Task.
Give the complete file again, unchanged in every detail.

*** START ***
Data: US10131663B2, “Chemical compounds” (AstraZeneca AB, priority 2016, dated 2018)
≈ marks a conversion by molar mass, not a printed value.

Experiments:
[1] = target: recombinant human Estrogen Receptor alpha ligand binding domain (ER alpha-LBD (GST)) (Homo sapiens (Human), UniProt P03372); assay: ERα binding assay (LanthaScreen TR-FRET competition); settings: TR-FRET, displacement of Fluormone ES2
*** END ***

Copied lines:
Data: US10131663B2, “Chemical compounds” (AstraZeneca AB, priority 2016, dated 2018)
≈ marks a conversion by molar mass, not a printed value.

Experiments:
[1] = target: recombinant human Estrogen Receptor alpha ligand binding domain (ER alpha-LBD (GST)) (Homo sapiens (Human), UniProt P03372); assay: ERα binding assay (LanthaScreen TR-FRET competition); settings: TR-FRET, displacement of Fluormone ES2